Which is pretty much why my eyes bugged out of my head when I heard that a fanfiction author who goes by Neaf wrote a piece of RPF involving Glee cast members in a “Choose Your Own Adventure” format. Thus the fic in question can be a friendship fic or a relationship fic or a porn fic or an angsty dramarama fic, and so involves a significant (yet unspoken) acknowledgement of the degree to which RPF may often be something read from the context of self-insertion, even without the overt presence of a Mary Sue.

Neaf’s story, no matter how you feel about the existence of RPF at all, is a pretty fascinating case of (to borrow a phrase clumsily) the medium being the meta.

That’s all I’ve got for you on this beautiful Saturday. But before you check the fic out: remember that this might squick you, remember to read warnings, remember I am not offering a value judgement on RPF good or bad, and please play nice in comments; I know RPF discussions can get seriously heated.

7 thoughts on “RPF: Sometimes the medium is the meta”

  1. Do you remember Moonlighting? I think that it was one of the first TV shows I ever saw that broke the fourth wall. In the last season, they were having all kinds of problems and there were these little preludes that was something very like RPF.

    I think that I feel enough uncomfortable with it to be fascinated. It’s a weird feeling.

  2. Interactions between fans and artists have become much more available through social media (ie: twitter, blogging, etc) which can cloud the differences public perception and private lives. Some people are very adept at creating a public persona that interacts directly with fans (Pete Wentz, for example), although I think this can be taken too far (or maybe I just got weirded out). One example of this was a “private” twitter account a celebrity created and then dispersed to a very select group of “fans”, so the celebrity could “talk” to them while ignoring the public twitter.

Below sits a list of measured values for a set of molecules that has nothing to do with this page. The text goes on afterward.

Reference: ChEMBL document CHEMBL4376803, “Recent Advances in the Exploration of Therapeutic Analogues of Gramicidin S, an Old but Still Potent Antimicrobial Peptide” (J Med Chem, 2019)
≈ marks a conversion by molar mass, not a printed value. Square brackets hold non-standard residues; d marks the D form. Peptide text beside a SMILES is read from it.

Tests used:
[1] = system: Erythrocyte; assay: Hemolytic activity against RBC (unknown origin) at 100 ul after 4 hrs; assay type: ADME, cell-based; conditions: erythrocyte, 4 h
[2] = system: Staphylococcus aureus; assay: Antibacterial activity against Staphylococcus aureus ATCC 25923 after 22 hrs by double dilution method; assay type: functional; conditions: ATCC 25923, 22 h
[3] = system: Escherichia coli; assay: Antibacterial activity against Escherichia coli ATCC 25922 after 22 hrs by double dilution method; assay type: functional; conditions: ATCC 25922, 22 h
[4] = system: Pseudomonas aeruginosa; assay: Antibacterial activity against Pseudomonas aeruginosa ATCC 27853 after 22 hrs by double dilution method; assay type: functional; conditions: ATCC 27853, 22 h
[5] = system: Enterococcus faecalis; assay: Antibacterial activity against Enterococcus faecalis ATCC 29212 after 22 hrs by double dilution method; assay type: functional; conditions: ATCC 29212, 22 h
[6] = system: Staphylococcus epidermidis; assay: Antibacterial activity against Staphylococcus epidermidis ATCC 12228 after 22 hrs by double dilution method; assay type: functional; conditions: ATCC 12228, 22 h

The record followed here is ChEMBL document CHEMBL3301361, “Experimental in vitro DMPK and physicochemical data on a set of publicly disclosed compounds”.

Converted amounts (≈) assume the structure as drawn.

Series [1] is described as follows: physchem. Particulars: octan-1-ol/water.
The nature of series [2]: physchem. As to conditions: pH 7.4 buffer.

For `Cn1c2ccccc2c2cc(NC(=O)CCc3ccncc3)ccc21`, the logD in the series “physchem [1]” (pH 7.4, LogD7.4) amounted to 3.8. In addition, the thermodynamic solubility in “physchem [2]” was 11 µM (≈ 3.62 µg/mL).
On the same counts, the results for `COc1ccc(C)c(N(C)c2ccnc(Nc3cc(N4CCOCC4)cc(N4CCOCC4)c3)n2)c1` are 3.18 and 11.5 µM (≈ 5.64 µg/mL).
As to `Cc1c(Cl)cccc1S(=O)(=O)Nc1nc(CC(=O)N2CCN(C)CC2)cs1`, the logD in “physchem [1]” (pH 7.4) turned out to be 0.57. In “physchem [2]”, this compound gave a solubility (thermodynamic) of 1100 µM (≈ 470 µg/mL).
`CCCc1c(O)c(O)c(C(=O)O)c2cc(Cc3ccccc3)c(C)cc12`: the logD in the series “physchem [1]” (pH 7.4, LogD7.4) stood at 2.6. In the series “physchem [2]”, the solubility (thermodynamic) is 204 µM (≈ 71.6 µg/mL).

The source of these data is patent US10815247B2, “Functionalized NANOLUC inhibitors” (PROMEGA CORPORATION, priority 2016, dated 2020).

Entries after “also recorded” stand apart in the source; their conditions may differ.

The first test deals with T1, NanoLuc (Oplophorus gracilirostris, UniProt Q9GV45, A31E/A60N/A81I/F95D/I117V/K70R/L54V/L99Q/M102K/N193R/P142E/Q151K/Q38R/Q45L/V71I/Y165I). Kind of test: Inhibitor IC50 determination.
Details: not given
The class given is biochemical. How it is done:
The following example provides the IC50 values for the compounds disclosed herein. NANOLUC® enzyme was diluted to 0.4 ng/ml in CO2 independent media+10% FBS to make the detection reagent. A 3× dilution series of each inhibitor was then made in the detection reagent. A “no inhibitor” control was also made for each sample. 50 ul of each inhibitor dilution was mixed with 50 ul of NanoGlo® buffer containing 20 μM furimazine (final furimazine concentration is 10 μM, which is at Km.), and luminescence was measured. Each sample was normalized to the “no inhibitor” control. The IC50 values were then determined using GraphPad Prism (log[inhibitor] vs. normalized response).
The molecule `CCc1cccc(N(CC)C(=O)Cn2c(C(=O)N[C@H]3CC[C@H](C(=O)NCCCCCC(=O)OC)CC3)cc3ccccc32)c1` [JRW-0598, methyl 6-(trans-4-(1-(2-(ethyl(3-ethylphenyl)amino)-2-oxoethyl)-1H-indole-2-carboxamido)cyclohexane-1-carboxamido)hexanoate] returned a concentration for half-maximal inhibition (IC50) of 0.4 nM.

In bandom, the ICH community is regularly visited by band members, who anonymously comment and at times have quoted comments in their public blogs. Pete Wentz created a t-shirt specifically for the community, with the tag “lurker” on the bottom, commenting on how he lurks there.

    All of this leads directly into my original interest in bandom fiction. It’s interesting to be able to craft stories involving the public personas, especially because there is little to no fourth wall. Bandom artists have been known to tweet their locations, say that they are taking gym classes at a specific location and time and invite fans to join them. They feel like they could be your friends (great publicity) and the writing reflects that. You could be reading stories about people that you would hang out with.